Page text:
Abstract: Applying a financial assets approach, we analyze the returns and earnings risk of investments into different types of human capital. Even though the returns from investing in human capital are extensively studied, little is known about the properties of the returns to different types of human capital within a given educational path. Using information from the German Micro Census, we estimate the risk and returns to around 70 fields of education and differentiate between vocational and academic education. We identify fields of education that are efficient investment goods, i.e. high returns at a given level of risk, and fields that are chosen for other (non-monetary) reasons. Furthermore, we rank fields of education by their return per unit of risk and find that university education is not always superior to other educational paths.
    Keywords: Educational choice, human capital investment, returns to schooling, mean-variance analysis
    JEL: I21 J24
    Date: 2012
    URL: http://d.repec.org/n?u=RePEc:diw:diwwpp:dp1240&r=ltv
  8. By: Eduardo Zilberman (Department of Economics PUC-Rio); Tiago Berriel (EPGe/FGV)
    Abstract: This paper introduces cash transfers targeting the poor in an incomplete marketsmodel with heterogeneous agents facing idiosyncratic risk. These transfers change the degree of insurance in the economy and affect precautionary motives asymmetrically,leading the poorest households to decrease savings proportionally more than their richer counterparts. In a model economy calibrated to Brazil, once the cash transfer program is adopted, wealth inequality and social welfare increase, poverty decreases,while employment and income inequality remain about the same. Imperfect access to financial markets is important for these results, whereas whether the program is funded with lump sum or distortive taxes is not.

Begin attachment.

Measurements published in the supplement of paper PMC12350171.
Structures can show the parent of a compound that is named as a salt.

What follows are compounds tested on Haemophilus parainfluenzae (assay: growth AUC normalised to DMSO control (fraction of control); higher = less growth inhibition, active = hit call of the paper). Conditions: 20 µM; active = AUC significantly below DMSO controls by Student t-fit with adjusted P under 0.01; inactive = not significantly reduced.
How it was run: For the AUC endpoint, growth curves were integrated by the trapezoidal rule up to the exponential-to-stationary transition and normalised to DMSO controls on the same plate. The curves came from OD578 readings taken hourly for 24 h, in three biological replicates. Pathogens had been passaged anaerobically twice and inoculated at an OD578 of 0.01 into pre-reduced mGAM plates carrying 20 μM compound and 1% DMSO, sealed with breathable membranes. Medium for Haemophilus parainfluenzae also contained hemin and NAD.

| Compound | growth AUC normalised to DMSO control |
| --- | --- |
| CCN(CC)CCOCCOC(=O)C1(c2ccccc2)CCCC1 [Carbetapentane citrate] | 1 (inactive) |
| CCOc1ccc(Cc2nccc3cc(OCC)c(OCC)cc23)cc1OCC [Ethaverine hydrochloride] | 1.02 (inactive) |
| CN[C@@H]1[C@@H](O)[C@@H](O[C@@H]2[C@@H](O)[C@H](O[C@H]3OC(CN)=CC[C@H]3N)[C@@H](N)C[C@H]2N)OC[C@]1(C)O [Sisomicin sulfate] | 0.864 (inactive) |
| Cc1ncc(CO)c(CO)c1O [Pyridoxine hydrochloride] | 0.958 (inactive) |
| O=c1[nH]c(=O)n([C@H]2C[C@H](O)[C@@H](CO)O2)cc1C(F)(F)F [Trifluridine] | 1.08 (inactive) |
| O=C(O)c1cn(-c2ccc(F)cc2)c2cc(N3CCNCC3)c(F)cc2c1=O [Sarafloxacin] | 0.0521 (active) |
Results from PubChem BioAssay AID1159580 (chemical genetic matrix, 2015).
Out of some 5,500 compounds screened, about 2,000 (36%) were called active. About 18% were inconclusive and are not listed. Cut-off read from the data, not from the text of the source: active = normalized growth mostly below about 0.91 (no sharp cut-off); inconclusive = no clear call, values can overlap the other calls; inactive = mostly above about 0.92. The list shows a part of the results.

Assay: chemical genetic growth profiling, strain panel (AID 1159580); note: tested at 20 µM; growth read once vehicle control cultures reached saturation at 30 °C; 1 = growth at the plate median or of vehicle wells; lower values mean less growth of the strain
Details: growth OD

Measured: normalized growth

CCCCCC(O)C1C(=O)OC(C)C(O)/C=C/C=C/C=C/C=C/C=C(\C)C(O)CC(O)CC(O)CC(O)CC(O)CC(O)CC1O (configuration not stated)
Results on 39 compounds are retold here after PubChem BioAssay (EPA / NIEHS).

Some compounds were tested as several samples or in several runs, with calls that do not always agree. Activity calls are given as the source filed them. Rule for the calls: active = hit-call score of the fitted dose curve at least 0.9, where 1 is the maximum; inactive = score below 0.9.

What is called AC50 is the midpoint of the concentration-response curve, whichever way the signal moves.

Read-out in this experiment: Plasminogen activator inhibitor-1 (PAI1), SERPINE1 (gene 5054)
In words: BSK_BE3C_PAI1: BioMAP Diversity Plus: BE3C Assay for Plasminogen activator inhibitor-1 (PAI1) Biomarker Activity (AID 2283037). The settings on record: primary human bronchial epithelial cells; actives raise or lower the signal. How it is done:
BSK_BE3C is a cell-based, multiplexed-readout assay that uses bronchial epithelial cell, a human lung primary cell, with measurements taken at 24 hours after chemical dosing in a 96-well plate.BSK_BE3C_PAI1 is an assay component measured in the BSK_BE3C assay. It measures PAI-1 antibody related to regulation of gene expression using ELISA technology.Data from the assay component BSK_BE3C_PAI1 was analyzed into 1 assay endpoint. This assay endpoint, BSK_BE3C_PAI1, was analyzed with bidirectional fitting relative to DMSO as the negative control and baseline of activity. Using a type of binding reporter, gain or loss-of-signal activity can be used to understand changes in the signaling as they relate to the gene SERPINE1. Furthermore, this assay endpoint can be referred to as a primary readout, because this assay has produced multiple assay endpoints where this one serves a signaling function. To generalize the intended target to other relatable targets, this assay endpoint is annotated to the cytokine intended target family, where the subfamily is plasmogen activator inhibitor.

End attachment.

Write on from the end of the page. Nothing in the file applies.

Date: 2012–08
    URL: http://d.repec.org/n?u=RePEc:rio:texdis:598&r=ltv
  9. By: Wen Fan (University College Dublin); Yuanyuan Ma (University College Dublin)
    Abstract: Good understanding on the human capital externalities is important for both policy makers and social science researchers. Economists have speculated for at least a century that the social returns to education may exceed the private returns. In this paper, using the longitudinal data from China Health and Nutrition Survey (CHNS), we examine how individual wage changes associated with the share of college graduates in the same province across years for a person who has never moved by implementing individual fixed effects estimates. The individual fixed effect model shows that the external returns to education in China appear to be negative and on the order of -2%, which might be biased by potential endogeneity. Concerned with this problem, we then implement the IV fixed effect estimates and find positive external returns to education at about 10%. We also find this returns differ across individual heterogeneity.
    Keywords: Education, Externalities, Spillover, Signalling, China
    JEL: J0 J24 O15
    Date: 2012–08–29
    URL: http://d.repec.org/n?u=RePEc:ucn:wpaper:201220&r=ltv

This nep-ltv issue is ©2012 by Maximo Rossi. It is provided as is without any express or implied warranty. It may be freely redistributed in whole or in part for any purpose. If distributed in part, please include this notice.
General information on the NEP project can be found at http://nep.repec.org. For comments please write to the director of NEP, Marco Novarese at <director@nep.repec.org>. Put “NEP” in the subject, otherwise your mail may be rejected.
NEP’s infrastructure is sponsored by the School of Economics and Finance of Massey University in New Zealand.